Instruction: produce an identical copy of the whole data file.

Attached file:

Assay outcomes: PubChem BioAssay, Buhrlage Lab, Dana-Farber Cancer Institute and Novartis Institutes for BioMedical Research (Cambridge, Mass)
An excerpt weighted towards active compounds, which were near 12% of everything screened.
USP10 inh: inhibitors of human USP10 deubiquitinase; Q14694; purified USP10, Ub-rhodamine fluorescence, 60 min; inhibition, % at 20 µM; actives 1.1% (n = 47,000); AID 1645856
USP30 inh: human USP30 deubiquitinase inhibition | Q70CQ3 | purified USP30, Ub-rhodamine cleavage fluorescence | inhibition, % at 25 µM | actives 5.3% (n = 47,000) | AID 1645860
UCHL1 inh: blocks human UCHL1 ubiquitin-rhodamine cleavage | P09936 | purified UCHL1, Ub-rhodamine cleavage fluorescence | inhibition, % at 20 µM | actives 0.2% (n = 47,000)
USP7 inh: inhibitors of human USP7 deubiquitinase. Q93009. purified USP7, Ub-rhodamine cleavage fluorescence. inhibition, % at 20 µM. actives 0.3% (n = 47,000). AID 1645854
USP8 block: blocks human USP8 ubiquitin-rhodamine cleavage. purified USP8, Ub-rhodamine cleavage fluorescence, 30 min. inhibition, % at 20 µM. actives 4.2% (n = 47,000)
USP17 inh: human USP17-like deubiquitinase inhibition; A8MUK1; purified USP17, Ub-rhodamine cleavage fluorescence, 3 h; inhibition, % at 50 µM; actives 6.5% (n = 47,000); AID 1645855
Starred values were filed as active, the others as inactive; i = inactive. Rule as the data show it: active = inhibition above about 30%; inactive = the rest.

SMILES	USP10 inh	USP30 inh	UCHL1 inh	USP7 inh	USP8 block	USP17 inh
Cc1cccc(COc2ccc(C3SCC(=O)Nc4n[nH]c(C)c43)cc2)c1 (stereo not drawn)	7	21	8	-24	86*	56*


Assay outcomes: PubChem BioAssay, Buhrlage Lab, Dana-Farber Cancer Institute and Novartis Institutes for BioMedical Research (Cambridge, Mass)
An excerpt weighted towards active compounds, which were near 12% of everything screened.
USP10 inh: inhibitors of human USP10 deubiquitinase; Q14694; purified USP10, Ub-rhodamine fluorescence, 60 min; inhibition, % at 20 µM; actives 1.1% (n = 47,000); AID 1645856
USP30 inh: human USP30 deubiquitinase inhibition | Q70CQ3 | purified USP30, Ub-rhodamine cleavage fluorescence | inhibition, % at 25 µM | actives 5.3% (n = 47,000) | AID 1645860
UCHL1 inh: blocks human UCHL1 ubiquitin-rhodamine cleavage | P09936 | purified UCHL1, Ub-rhodamine cleavage fluorescence | inhibition, % at 20 µM | actives 0.2% (n = 47,000)
USP7 inh: inhibitors of human USP7 deubiquitinase. Q93009. purified USP7, Ub-rhodamine cleavage fluorescence. inhibition, % at 20 µM. actives 0.3% (n = 47,000). AID 1645854
USP8 block: blocks human USP8 ubiquitin-rhodamine cleavage. purified USP8, Ub-rhodamine cleavage fluorescence, 30 min. inhibition, % at 20 µM. actives 4.2% (n = 47,000)
USP17 inh: human USP17-like deubiquitinase inhibition; A8MUK1; purified USP17, Ub-rhodamine cleavage fluorescence, 3 h; inhibition, % at 50 µM; actives 6.5% (n = 47,000); AID 1645855
Starred values were filed as active, the others as inactive; i = inactive. Rule as the data show it: active = inhibition above about 30%; inactive = the rest.

SMILES	USP10 inh	USP30 inh	UCHL1 inh	USP7 inh	USP8 block	USP17 inh
Cc1cccc(COc2ccc(C3SCC(=O)Nc4n[nH]c(C)c43)cc2)c1 (stereo not drawn)	7	21	8	-24	86*	56*